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edge staff writer


Bunny buffoonery - ‘Peter Rabbit’

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Bringing beloved characters to life is a tricky business. You have to balance respect for the source material with the necessity of new energy. You can’t tell the same old story, but you also bear a certain modicum of responsibility to that story.

The works of Beatrix Potter have been beloved by generations of children. Her books have delighted kids for decades, creating characters that inspire fond memories in young and old alike.

So if you’re going to make a movie about Peter Rabbit, well … be careful.

“Peter Rabbit” – directed by Will Gluck from a screenplay by Gluck and Rob Lieber – is, frankly, kind of a far cry from the sweet simplicity of Potter’s books. It is most definitely an update, if not really an upgrade; it’s an undeniably energetic story with good aesthetics and some decent jokes that nevertheless is lacking a certain something. It’s spirited, but there’s not a whole lot of soul.

Peter Rabbit (James Corden, “The Emoji Movie”) spends his days on a neverending quest to gain access to the garden of Old Mr. McGregor (Sam Neill, “The Commuter”). With the help of his cousin Benjamin Bunny (Colin Moody, TV’s “Miss Fisher’s Murder Mysteries”) and his sisters Flopsy (Margot Robbie, “I, Tonya”), Mopsy (Elizabeth Debicki, “The Cloverfield Paradox”) and Cotton-Tail (Daisy Ridley, “Star Wars: The Last Jedi”), he strives to partake of the vegetable wealth.

Serving as a sort of benevolent protector is Bea (Rose Byrne, “Insidious: The Last Key”), a sweet-tempered artist who dotes on the rabbits and shelters them from the full brunt of McGregor’s wrath.

But it all changes when McGregor shuffles off this mortal coil and his great-nephew Thomas (Domnhall Gleeson, “A Futile and Stupid Gesture”) enters the picture. Thomas, a tightly-wound toy store manager, makes his way to the countryside from London to get his uncle’s affairs in order. However, Peter and his cohort aren’t having any of it.

The result is full-on conflict between this new McGregor and the creatures of the forest. And in the middle of it all is Bea, with whom Thomas finds a connection; romance begins to blossom even as the battle between Peter and Thomas rages on.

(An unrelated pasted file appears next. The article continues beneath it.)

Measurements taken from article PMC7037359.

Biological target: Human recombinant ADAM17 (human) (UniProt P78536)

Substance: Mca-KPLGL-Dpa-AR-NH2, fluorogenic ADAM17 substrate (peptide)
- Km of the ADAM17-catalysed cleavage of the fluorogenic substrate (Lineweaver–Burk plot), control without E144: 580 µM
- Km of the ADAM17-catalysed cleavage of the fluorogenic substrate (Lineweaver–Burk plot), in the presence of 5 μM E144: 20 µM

Hijinks ensue. But when things get out of hand and go too far, it looks like no one – not even Peter and his friends – will get what they want; the rabbit is left with a decision to make. He has to grow up and do the right thing, even if it isn’t necessarily what he himself wants.

“Peter Rabbit” is fine. There’s fun to be had here. Ridiculous slapstick moments abound, with more than a few winks tipped toward the grown-ups in the audience. And there are nods to the more sedate source material, primarily through Bea (Bea, Beatrix – get it?), whose paintings of the waistcoat-wearing fauna evoke Potter’s lovely artwork.

But there’s also an underlying mean-spiritedness that doesn’t quite seem in keeping with the character’s origins. Yes, Peter Rabbit is mischievous – he’s a rabbit – but in this story, his mischief feels a bit more confrontational, as though rather than a means to an end, the misbehavior is an end unto itself. It’s not bad, per se – it’s just not particularly true to the source.

Acting alongside anthropomorphized CGI rodents can’t be easy, but you’d never know it from watching Byrne and Gleeson work. They’re a pair of consummate pros, with a gentle chemistry between them that works wonderfully. Byrne’s Bea is all sweetness and light, while Gleeson’s neuroses are constantly a-bubble. Also to Gleeson’s credit, he gleefully throws himself into the madcap physicality necessary to breathe life into the many confrontational mishaps between himself and his woodland enemies.

Vocally, Corden is a great fit for the wise-guy vision this film has for Peter; the character remains likable even as he behaves like a tremendous jerk. The rest of the voice cast is lovely as well – Moody works nicely as the stolid, stand-up Benjamin, while Robbie, Debicki and Ridley are all clearly having a blast – their interactions are among the film’s highlights.

The reality is that while we might mourn the sacrifice of some of Potter’s baseline gentility, a movie based around that sort of quiet simplicity almost certainly wouldn’t work. Not in 2018, anyway. Gluck and company have certainly pumped up the energy of the proceedings, and while some of those changes feel a bit detrimental, the overall effect is to create a story that will – if the youngsters at the screening I attended are any indication – capture the imaginations and tickle the funny bones of a new generation of children.

“Peter Rabbit” isn’t a great movie. It’s not going to become some kind of classic kiddie flick or anything like that. But it isn’t bad. It’s goofy and charming, with broad humor that will appeal across generations. Kids will dig it and adults will find a laugh or two themselves. All in all, there are worse ways for a family to spend a couple of hours.

[3.5 out of 5]


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